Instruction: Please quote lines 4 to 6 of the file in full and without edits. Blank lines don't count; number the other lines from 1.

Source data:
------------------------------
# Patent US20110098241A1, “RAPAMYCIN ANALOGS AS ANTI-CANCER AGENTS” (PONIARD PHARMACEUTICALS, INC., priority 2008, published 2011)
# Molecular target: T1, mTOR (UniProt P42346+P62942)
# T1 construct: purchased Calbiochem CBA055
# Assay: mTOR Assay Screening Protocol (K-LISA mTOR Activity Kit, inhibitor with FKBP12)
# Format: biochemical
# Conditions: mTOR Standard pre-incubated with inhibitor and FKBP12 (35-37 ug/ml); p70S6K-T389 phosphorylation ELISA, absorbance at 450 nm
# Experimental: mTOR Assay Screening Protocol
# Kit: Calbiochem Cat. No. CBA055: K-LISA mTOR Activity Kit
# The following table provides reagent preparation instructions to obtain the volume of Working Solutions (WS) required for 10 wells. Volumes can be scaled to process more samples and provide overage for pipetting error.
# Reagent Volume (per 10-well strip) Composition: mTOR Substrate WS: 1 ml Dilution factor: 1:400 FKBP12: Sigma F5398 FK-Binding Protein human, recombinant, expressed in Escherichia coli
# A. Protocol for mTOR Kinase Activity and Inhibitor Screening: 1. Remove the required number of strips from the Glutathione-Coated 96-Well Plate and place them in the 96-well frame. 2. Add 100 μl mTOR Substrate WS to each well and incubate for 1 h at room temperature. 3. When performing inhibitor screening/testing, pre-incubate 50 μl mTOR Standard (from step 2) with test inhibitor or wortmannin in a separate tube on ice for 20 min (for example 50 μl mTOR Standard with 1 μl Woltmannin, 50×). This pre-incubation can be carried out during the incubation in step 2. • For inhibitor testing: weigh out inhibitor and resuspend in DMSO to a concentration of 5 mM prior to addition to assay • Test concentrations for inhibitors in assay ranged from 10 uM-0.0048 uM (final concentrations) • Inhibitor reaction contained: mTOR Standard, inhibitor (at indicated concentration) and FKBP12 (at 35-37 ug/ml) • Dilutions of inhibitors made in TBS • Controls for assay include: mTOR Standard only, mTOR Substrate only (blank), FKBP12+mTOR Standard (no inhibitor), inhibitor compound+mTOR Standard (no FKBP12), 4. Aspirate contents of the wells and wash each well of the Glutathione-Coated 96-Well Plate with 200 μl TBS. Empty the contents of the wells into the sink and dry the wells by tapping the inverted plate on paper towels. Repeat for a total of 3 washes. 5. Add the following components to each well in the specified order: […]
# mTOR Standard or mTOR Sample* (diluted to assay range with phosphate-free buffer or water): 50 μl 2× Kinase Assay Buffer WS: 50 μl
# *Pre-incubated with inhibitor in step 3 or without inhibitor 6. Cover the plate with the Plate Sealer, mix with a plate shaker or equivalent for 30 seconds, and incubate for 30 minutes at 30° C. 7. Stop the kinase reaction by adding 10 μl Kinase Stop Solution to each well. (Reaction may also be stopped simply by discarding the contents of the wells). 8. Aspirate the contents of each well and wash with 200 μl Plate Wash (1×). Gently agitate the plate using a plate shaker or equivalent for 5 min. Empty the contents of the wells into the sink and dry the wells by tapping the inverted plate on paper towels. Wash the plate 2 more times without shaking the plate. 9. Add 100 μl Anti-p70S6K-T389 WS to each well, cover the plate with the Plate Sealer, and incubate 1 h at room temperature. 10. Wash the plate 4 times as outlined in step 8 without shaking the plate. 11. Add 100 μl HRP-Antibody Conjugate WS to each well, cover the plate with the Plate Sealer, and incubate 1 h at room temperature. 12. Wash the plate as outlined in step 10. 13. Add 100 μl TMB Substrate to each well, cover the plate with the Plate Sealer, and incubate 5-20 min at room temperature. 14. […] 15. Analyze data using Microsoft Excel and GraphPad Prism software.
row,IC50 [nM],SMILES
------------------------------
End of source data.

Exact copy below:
# Assay: mTOR Assay Screening Protocol (K-LISA mTOR Activity Kit, inhibitor with FKBP12)
# Format: biochemical
# Conditions: mTOR Standard pre-incubated with inhibitor and FKBP12 (35-37 ug/ml); p70S6K-T389 phosphorylation ELISA, absorbance at 450 nm